Tropical Geography ›› 2023, Vol. 43 ›› Issue (7): 1426-1439.doi: 10.13284/j.cnki.rddl.003711

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Identifying Land Use Conflict Based on Ecosystem Service Trade-Offs in the Guangdong-Hong Kong-Macao Greater Bay Area, China

Qinhua Ke1(), Qiaowei Zhou1, Chuanzhun Sun1,2(), Jinggang Li1, Can Li1, Qingying Zhu1   

  1. 1.School of Public Management, South China Agricultural University, Guangzhou 510642, China
    2.Key Laboratory of Natural Resources Monitoring in Tropical and Subtropical Area of South China, Ministry of Natural Resources, Guangzhou 510700, China
  • Received:2023-04-10 Revised:2023-06-14 Online:2023-07-05 Published:2023-08-02
  • Contact: Chuanzhun Sun;


China is currently facing a critical period of economic transformation and social development, with land use being under tremendous pressure, facing multiple challenges. The imbalance in land use structure is becoming increasingly prominent and conflicts over various land uses are becoming more intense, thereby attracting an increasing focus. Land use conflict refers to the inconsistent and disharmonious land use methods and quantities among stakeholders in the process of land resource utilization, as well as the conflicting states between various land use methods and environmental aspects. The study of land use conflicts can provide important references for stabilizing land use structures, alleviating land use conflicts, and optimizing the allocation of national spatial resources. Identifying the spatial range and intensity of land use conflicts is a prerequisite for alleviating regional land use pressure. However, existing research has thus far provided insufficient characterization of the negative ecological and environmental effects of land use. The concept of ecosystem service trade-offs is advantageous regarding expressing the negative effects of land use conflicts and their inherent causes. Therefore, based on the perspective of ecosystem services, this study identifies the intensity and spatial distribution characteristics of land use conflicts in the Guangdong-Hong Kong-Macao Greater Bay Area in different types of space using ecosystem service trade-off analysis. Results show that from 2010 to 2020, land use change in the Guangdong-Hong Kong-Macao Greater Bay Area was relatively drastic, with a decrease of 1,440.90 km2 (8.20%) in arable land area and an increase of 1,649.92 km2 (28.01%) in urban land area. During the study period, carbon fixation, soil retention, and water production services exhibited increasing trends, whereas food supply and habitat quality services exhibited decreasing trends. High-gain areas of food supply and carbon fixation, as well as high-loss areas of water production and soil retention, were mainly distributed in the southwest and northwest of the study area. The land use conflict index of the study area was 1.05, indicative of strong land use conflict. This was mainly because the study area had a large number of service types to balance, with the balance relationships being strong. Among them, the balance relationships between water production and food supply, habitat quality, and carbon fixation were the dominant factors in land use conflicts in the study area. The intensity of land use conflicts in each subregion ranged from strong to weak in the following order: natural or semi-natural area (1.10) > semi-natural semi-artificial area (0.97) > artificial area (0.77) > semi-natural area (0.45). Natural or semi-natural area was the main area of land use conflicts, mainly because this area had many service types to balance, with the balance relationships being strong. In terms of spatial distribution characteristics, the spatial distribution range of land use conflicts in the study area was mainly characterized by weak and moderate conflict areas; however, land use conflicts were more severe in some local areas. The spatial distribution structure of land use conflicts in the study area showed a medium-weak-medium pattern from the periphery to the central part. Strong and extremely strong conflict areas were concentrated in natural or semi-natural areas.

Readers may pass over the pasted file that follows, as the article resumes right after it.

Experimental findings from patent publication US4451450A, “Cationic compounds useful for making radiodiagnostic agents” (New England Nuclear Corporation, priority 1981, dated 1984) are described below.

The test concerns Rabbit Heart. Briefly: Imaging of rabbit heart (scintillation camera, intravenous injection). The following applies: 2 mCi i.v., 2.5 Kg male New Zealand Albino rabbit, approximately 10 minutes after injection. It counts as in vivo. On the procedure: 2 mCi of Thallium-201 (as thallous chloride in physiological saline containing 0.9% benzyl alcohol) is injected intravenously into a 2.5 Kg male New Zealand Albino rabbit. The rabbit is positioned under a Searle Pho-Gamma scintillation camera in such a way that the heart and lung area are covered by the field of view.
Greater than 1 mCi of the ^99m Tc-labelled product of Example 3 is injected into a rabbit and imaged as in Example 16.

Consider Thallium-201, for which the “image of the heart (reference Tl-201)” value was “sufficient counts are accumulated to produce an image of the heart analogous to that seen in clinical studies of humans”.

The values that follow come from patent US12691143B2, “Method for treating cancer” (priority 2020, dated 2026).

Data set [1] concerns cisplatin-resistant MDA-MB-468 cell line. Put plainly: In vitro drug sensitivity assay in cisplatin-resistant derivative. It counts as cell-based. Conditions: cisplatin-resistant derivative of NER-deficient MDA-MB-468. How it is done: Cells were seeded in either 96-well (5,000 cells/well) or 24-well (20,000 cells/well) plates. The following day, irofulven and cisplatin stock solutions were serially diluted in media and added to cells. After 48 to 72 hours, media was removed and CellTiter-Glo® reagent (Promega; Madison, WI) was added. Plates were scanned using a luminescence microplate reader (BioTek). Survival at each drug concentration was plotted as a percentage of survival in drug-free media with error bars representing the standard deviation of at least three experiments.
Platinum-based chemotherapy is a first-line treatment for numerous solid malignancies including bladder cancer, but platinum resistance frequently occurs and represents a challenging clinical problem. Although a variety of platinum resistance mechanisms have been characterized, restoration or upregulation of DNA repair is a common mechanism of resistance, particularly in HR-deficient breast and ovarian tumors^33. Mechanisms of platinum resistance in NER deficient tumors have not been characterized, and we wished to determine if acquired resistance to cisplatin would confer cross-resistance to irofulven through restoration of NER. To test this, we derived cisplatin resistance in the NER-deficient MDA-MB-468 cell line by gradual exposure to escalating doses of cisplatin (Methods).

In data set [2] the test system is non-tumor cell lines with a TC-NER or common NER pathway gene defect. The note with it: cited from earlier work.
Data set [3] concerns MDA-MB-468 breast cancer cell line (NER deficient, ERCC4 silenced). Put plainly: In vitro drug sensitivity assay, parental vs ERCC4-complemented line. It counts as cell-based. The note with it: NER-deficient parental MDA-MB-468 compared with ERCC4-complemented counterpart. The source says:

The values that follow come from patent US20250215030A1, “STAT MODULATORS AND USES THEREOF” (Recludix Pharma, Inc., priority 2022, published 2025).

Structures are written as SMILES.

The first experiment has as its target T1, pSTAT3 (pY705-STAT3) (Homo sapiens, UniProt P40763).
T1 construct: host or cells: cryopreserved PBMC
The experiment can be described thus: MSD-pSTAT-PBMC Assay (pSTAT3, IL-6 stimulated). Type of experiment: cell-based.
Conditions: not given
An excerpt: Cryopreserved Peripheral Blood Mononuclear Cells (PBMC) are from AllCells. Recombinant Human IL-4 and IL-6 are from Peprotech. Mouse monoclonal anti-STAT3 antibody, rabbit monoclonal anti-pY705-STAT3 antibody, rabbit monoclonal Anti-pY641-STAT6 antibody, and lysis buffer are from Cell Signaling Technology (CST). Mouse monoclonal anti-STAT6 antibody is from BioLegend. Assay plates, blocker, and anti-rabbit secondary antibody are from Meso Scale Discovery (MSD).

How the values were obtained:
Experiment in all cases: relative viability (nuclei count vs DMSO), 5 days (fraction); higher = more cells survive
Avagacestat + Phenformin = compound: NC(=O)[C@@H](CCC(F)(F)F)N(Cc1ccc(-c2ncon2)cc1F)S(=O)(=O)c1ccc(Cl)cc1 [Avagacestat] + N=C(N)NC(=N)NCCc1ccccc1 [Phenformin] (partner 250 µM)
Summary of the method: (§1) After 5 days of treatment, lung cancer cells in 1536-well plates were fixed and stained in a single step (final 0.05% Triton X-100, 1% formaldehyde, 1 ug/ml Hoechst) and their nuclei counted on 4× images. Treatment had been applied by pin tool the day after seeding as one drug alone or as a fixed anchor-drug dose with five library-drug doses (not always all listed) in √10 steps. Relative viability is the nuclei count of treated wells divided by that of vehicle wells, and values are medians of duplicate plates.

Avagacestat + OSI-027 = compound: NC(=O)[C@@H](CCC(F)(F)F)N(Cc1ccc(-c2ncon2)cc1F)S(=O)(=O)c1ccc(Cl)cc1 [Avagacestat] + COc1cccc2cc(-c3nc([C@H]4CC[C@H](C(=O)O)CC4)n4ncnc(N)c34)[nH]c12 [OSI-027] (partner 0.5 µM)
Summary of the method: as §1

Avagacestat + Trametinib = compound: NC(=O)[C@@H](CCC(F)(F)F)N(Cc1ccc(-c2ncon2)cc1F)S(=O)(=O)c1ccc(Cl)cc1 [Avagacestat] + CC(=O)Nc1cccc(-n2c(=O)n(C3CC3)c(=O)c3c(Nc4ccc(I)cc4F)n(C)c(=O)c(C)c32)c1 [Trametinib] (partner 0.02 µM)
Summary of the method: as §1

Key words: land use conflicts, conflicts identification, ecosystem service trade-offs, ecosystem services gradient effect, Guangdong-Hong Kong-Macao Greater Bay Area

CLC Number: 

  • F301